Keep in mind that the body actually experiences physiological adaptive mechanisms from more training. In other words, the healthier and more active you are, the more diluted your sweat becomes, requiring even less electrolyte replacement!
Pre and Post Exercise Nutrition
The most common recommendation is to eat 3 to 4 hours prior to exercise or competition to ensure sufficient digestion and prevent an upset stomach. I, myself, enjoy eating a carb-rich meal a few hours prior to a competition, but do not feel it is necessary to eat anything prior to my early morning workouts. Since I am exercising first thing in the morning, I will oftentimes consume a carb-rich snack with a bit of protein such as chocolate milk prior to a resistance workout, but find aerobic or intense interval training is best completed on an empty stomach. This is not for everyone, however, as many people simply find that they run out of energy before the end of their workout. In those cases, I recommend something light and carb-rich that will help top-up your glycogen stores such as a half or whole banana.
Following intense exercise or competition, I still stand by the need for nutritional intake within 60-90 minutes. One key thing here though, the exercise must be intense! Also keep in mind that one of the main reasons for post-workout nutrition is to re-fuel your body for your next workout. I like the 3:1 or 4:1 ratio of carbs to protein in a post workout drink or meal. This allows the body to top-up depleted glycogen stores, but also promote muscle fiber growth and repair.
Having said all of that, I find many people vastly overestimate the amount of calories that they actually burn within an hour. For the average person, you are generally looking at anywhere from 400-800 calories burned in an hour of exercise, with numbers reaching the low 1000's on rare occasions. Research has shown that to prevent a decrease in performance from one workout or competition to the next, an individual should not allow their daily caloric deficit to drop below 400 calories per day. So for example, if an individual is looking to lose weight, but they wish to maintain their performance gains, and burn 700 calories in an hour of exercise, then they should consume an additional 300 calories for that day.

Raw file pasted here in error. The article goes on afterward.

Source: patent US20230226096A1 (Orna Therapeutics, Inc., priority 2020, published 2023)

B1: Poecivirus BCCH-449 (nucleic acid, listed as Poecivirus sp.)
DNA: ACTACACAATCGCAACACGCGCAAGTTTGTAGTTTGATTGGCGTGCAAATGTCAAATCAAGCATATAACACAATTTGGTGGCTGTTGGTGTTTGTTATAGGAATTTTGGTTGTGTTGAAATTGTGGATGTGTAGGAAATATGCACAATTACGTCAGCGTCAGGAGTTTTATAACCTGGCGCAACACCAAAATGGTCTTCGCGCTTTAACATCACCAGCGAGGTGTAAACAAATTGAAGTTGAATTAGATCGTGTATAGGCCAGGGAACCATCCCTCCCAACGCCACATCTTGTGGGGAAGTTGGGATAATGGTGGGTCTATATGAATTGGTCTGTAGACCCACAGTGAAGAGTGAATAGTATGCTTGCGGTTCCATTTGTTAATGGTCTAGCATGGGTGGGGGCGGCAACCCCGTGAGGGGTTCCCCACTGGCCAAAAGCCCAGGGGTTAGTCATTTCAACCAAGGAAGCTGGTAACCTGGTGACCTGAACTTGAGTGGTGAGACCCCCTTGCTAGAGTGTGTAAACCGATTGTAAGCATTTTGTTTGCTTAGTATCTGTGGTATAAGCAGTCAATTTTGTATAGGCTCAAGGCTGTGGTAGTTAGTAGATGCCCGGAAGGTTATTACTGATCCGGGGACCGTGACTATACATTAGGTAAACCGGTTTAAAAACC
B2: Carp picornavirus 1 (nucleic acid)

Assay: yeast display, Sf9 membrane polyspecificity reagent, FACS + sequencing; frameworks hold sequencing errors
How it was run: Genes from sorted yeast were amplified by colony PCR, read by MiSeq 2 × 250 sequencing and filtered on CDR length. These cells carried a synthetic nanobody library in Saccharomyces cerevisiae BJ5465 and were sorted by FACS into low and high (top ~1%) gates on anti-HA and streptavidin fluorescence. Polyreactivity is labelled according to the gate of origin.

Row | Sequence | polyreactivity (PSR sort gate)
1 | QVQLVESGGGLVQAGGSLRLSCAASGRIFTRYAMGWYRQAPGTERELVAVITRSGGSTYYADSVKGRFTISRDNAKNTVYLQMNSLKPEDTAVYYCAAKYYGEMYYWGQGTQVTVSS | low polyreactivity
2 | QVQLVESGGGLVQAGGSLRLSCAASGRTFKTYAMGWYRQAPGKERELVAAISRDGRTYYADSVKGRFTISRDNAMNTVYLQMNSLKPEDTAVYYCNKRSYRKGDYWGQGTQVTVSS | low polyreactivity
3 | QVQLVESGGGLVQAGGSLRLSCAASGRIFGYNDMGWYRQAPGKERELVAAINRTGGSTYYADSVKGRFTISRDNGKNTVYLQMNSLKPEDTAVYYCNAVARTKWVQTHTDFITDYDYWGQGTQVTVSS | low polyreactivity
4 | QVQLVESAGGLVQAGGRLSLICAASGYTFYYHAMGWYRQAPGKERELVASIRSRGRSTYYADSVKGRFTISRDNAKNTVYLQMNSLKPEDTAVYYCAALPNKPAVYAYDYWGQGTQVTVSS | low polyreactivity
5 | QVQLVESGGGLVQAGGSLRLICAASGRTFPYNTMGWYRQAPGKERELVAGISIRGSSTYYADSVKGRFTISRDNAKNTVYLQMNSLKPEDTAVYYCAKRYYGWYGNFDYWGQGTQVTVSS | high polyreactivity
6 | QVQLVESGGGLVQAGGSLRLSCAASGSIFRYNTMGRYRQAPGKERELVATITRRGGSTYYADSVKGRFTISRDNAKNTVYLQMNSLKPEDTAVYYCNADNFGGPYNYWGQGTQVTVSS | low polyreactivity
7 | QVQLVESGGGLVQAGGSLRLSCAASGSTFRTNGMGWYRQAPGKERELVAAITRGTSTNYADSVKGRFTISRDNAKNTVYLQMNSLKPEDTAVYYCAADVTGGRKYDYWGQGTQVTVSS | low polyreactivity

As with any product on the market today, companies will do what they need to do in order for you to consume their product. In many cases, this results in products being marketed towards individuals that do not actually need them. For example, sports drinks are a perfect example of this. They lead you to believe that you need to 'replenish your electrolytes' when in fact, if you lead a healthy lifestyle with a well-rounded diet, you do not need additional supplementation in that regard. In many cases, these various sports drinks offer unneeded calories, especially for individuals looking to lose weight!
When it comes to hydration, the more fit you are, the more well-rounded your diet is, and the more hydrated you stay at times apart from exercise will determine your success. You rarely see serious competitors in endurance events carrying water bottle belts with them. Cyclists will sometimes have a small bottle of water with them, but certainly not intended to replace the amount of fluid loss during competition.
When it comes to sports drinks. You may see a professional athlete enjoying some sugary drink, but that is to help them maintain their anaerobic power for the multiple hour-long game. These beverages really are not needed for the weekend warriors amongst us, despite what companies will have you believe!
I will look into and write a blog in the coming weeks explaining why I feel pre-workout 'energy' drinks are also grouped in this same category of clever marketing. Stay tuned!
Baechle, Thomas R. and Earle, Roger W. Essentials of Strength Training and Conditioning Third Edition